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- GOP Senators propose a $928bn offer as a latest effort to narrow the gap with the White House
- President Joe Biden aims to pass the infrastructure legislation by the summer
Senate Republicans unveiled a $928bn infrastructure plan to the White House on Thursday in efforts to close the gap with President Biden’s $1.7tn proposal. The GOP proposal is the latest move in the negotiation process with the Biden administration as both sides are rushing to make progress over the discussion before Memorial Day on Monday.
The $928bn offer is an increase from the initial plan of the Republicans who first presented a proposal worth $568bn. The Republican offer, according to a one-page summary released by the GOP negotiators, would increase spending by $91bn on roads and bridges, $48bn on water-related projects, and $25bn on airports.
The negotiations, which have lasted for months, are at their closest point to being finalized and both parties believe they could reach an agreement, even if that means extending the talks into June. “It’s a serious effort to try to reach a bipartisan agreement,” said Sen. Shelley Moore Capito, the lead GOP negotiator.
“We recognize that your most recent offer leaves us far apart and, coupled with your Memorial Day deadline, leaves little time to close the gap,” Republican negotiators wrote in a memo to President Biden on Thursday. Mr. Biden had to trim down his offer by $600bn to $1.7tn from the original amount of $2.3tn to seek bipartisan support because Republicans argued the plan was too broad.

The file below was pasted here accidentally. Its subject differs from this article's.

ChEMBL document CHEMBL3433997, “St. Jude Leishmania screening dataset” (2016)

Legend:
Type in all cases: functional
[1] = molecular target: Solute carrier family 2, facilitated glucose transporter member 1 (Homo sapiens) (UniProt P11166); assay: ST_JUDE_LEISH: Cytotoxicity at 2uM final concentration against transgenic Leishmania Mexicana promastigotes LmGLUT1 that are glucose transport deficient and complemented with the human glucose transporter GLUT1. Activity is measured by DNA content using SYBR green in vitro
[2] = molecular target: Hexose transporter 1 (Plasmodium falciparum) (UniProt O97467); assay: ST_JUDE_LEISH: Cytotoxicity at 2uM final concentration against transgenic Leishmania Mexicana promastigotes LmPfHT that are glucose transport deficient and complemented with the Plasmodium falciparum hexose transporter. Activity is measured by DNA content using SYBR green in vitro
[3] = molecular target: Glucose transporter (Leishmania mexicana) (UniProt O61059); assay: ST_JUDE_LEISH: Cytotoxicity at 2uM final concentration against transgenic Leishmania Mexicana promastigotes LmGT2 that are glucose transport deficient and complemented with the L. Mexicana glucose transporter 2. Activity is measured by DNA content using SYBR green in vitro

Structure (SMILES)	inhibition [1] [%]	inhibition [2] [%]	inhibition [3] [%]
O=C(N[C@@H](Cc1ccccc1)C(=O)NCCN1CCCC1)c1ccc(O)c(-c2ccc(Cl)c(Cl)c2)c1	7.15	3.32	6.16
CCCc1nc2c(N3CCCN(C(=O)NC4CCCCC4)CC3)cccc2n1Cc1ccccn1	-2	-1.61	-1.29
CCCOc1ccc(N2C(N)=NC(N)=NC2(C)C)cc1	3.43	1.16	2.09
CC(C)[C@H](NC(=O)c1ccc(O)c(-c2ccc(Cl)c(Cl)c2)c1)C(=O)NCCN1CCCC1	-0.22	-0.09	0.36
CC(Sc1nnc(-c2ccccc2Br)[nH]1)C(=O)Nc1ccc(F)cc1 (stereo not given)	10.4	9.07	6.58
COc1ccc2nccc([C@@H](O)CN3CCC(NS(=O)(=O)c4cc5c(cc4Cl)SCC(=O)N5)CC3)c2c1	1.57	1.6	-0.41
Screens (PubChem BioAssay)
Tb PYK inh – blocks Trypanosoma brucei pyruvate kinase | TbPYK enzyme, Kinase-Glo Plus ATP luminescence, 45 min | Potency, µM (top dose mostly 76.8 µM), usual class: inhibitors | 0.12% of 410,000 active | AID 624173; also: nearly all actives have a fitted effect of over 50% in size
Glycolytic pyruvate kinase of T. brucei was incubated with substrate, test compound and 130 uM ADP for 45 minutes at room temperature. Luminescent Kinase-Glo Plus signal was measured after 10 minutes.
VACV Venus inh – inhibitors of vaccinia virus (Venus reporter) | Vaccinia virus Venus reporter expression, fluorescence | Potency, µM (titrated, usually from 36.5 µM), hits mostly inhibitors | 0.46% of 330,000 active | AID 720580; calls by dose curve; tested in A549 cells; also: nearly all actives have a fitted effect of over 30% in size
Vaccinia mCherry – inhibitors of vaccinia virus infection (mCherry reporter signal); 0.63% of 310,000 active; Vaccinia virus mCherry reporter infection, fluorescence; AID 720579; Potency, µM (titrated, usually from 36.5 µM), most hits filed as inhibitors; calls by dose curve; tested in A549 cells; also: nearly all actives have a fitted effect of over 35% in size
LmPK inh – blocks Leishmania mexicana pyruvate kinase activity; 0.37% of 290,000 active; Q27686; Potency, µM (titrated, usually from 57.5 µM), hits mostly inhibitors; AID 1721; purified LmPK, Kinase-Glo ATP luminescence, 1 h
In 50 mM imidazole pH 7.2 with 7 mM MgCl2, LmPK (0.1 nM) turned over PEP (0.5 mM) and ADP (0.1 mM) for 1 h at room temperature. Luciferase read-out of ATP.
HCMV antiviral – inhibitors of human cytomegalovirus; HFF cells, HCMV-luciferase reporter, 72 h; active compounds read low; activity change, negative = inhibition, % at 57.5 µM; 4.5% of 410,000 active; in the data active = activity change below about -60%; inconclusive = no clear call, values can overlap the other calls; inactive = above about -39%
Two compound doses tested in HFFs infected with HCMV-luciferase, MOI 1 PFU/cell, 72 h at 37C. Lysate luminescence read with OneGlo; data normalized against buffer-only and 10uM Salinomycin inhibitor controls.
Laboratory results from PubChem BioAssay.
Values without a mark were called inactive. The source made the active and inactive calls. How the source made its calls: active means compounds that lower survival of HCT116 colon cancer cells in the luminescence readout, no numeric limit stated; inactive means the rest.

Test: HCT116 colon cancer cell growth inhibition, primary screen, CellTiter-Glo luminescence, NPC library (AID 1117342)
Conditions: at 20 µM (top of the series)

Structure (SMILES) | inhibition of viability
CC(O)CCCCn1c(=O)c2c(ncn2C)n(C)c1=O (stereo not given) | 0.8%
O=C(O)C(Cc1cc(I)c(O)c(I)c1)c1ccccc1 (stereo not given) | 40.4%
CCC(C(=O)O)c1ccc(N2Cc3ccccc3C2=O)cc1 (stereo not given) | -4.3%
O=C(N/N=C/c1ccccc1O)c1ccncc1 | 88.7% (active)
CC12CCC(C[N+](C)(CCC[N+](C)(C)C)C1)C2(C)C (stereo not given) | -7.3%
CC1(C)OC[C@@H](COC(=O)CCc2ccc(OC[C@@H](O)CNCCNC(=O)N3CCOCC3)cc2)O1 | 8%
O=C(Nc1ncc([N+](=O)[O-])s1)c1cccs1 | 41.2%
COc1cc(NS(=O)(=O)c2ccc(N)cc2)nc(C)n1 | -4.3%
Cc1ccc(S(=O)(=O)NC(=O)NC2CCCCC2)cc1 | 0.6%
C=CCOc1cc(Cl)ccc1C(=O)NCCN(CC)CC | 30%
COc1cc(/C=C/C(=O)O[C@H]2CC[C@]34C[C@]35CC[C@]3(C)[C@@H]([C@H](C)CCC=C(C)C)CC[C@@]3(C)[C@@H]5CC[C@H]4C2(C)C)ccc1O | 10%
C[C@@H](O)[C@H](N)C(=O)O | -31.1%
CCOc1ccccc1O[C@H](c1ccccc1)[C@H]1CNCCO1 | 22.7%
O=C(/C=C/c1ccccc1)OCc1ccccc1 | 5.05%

Bipartisan Support Urgently Required
Still, even at the current size of $928bn, the plan would leave a fair number of lingering issues to deal with. White House press secretary Jen Psaki said the Biden administration is particularly concerned about some elements of the plan, such as repurposing Covid-19 aid. In addition, the GOP plan lacks funding for veterans’ hospitals.
“We’re going to have to close this down soon,” President Biden told reporters on Thursday, referring to the talks over the infrastructure bill. The White House aims to pass the bill before the end of summer without the President setting an official deadline.
Major differences threaten to derail the progress and potentially delay the passing of the bill. Democrats have included items in the plan which Republicans argue shouldn’t be considered infrastructure. These items include $400bn for caring for the elderly and disabled. The White House has reiterated numerous times, even after Republicans had openly disagreed, that this funding should remain in the plan.
The biggest issue, however, in reaching a bipartisan agreement, is how to finance the big-ticket spending. The plan, proposed by the Senate Republicans does not mention a specific way to cover the full cost of the spending. One way, according to GOP negotiators, is to use unspent funds from the already approved coronavirus relief package to pay for some of the infrastructure costs.
Mr. Biden, supported by Treasury Secretary Janet Yellen, has proposed paying for the plan by raising the corporate tax rate to 28% from 21%. Republicans have said they are not going to support any form of tax increase.
Some Democrats doubt a bipartisan agreement is possible and have not ruled out the possibility of passing the legislation without GOP support. Given the narrow control of the House and the Senate, Democrats could use a budget maneuver known as reconciliation to approve the infrastructure bill.
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